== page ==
The new Metolius Ultralight Master Cam is lighter than the originals, adds two larger hand sizes, and gets rid of the old thumb loop design. Our testers loved the original Master Cams for their durability and their value. They came along at a critical time when CCH had stopped making Aliens and filled the narrow-headed-flexible-stem shaped hole in our hearts. A few of our testers would save a set of battered, worn out Aliens for aid climbing while free climbing on the more durable and readily available Master Cams. Now that the thumb loop is gone we have lost much of our affinity for these little guys. However, they are still one of the best values out there, they fit in a variety of awkward placements, and are available in offset finger sizes. The old Master Cams flopped over on the largest size (green) when you engaged the triggers, so they were challenging to place and pretty much useless. Metolius has addressed this issue, making the entire stem a touch shorter, and now the action is pretty dreamy.
Metolius Ultralight Master Cam ReviewPrice: $60 List | $59.95 at REI
Compare prices at 4 resellers Pros: Lightweight, durable, great value
Cons: Doesn't have a thumb loop
Bottom line: The Ultralight Master is a great addition to any rack and cover the in-between Camalot sizes really well.
Range (inches): .34-2.81"
Length (from top to bottom of clip point): 9.87"
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Our Analysis and Test Results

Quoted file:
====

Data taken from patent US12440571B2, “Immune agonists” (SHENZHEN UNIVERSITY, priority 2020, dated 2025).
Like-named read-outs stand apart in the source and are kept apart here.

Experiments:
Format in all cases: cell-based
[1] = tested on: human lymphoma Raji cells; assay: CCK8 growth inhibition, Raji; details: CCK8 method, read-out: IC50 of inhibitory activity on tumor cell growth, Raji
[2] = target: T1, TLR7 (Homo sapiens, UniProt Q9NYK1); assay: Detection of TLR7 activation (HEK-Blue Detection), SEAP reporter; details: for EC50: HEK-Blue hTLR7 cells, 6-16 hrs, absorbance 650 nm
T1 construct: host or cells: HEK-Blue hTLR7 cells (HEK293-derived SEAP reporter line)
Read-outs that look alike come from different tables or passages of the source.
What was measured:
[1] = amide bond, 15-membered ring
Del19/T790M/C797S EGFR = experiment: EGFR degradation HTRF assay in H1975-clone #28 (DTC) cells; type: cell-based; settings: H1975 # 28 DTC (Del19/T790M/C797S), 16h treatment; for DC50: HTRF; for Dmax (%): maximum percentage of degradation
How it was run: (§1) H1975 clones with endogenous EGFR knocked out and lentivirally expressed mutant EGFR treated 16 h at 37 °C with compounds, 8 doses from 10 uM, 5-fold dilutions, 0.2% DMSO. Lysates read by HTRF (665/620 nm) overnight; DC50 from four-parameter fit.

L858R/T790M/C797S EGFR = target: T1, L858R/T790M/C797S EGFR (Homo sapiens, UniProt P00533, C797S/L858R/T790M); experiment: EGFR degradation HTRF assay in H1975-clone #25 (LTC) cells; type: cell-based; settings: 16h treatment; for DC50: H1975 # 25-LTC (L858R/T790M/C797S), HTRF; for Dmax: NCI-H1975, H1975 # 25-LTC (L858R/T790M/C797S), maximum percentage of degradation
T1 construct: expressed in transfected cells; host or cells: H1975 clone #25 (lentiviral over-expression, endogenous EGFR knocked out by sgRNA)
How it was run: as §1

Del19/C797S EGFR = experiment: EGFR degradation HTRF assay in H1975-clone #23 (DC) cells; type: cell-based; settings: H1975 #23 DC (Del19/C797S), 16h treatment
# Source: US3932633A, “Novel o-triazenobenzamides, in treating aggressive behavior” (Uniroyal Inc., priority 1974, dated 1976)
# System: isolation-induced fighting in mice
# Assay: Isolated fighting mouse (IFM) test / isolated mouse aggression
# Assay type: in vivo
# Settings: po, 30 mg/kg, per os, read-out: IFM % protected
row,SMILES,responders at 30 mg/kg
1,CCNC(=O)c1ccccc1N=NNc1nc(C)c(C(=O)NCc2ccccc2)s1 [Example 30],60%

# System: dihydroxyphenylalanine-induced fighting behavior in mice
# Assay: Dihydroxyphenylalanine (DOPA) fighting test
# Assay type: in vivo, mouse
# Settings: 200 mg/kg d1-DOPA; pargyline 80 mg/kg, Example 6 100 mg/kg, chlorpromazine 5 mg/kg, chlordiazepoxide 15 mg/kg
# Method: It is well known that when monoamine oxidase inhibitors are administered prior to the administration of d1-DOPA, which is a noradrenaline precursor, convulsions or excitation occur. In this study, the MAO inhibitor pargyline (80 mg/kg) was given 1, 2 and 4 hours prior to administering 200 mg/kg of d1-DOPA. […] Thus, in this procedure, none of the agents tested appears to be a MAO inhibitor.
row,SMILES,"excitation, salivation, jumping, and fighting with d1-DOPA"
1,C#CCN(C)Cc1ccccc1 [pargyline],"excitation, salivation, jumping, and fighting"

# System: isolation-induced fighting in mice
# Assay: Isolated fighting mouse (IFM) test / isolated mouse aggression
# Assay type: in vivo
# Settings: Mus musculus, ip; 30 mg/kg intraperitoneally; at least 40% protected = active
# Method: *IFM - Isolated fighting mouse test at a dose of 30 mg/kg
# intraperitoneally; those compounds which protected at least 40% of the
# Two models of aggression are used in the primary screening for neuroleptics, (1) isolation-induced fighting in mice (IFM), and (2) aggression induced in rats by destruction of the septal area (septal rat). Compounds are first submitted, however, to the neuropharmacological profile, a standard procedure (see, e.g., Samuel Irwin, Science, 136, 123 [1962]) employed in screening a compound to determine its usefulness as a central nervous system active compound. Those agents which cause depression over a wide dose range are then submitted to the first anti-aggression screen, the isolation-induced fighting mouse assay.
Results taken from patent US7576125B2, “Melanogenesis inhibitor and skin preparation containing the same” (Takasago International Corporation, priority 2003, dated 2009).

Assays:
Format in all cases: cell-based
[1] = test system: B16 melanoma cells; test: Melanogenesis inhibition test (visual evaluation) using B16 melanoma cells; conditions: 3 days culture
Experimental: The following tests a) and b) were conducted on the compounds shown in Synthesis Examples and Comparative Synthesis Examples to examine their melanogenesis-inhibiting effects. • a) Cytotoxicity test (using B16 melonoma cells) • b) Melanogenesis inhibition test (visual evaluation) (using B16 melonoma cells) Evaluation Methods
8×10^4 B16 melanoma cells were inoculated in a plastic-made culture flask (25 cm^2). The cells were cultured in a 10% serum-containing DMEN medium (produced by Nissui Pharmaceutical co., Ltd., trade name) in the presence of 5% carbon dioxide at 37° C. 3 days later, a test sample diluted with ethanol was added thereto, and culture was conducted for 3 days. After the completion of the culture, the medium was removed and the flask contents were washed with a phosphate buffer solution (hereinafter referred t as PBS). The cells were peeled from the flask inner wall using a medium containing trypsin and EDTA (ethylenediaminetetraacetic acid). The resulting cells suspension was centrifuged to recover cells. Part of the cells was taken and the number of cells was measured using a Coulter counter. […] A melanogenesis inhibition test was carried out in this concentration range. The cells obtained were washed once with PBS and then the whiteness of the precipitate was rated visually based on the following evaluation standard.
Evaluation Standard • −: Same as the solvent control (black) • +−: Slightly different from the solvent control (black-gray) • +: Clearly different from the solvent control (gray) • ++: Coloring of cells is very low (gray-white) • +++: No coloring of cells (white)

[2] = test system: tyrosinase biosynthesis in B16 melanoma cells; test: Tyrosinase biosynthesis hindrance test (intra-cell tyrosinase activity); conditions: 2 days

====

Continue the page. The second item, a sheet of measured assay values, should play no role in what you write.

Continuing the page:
Metolius Ultralight Master Cams take home our Best Buy award because they are well constructed and reliable, and are the least expensive cam in our review. We've climbed many pitches on these cams and wouldn't hesitate to fall on a bomber Master Cam placement. Metolius is on top of its quality control, and we aren't aware of any recalls on the Master Cam. Their expanded range now lets you protect up to wide hand sizes, though the finger sizes will always be our favorite.
A size run of Master Cams is barely .1 ounces lighter than the same range of Ultralight C4s but covers that size range with seven cams, where the C4s do it with six cams because of their bigger range. Cam for cam, the Master Cams are lighter than every other brand except for the Fixe Alien Revolutions, which don't offer as big of a size range. While climbing on a windy day at the City of Rocks in Idaho, our lead tester noticed the finger-sized Master Cams blowing upwards with the wind. A set of these featherweight cams would do well in the alpine or on any expedition where weight is a big concern.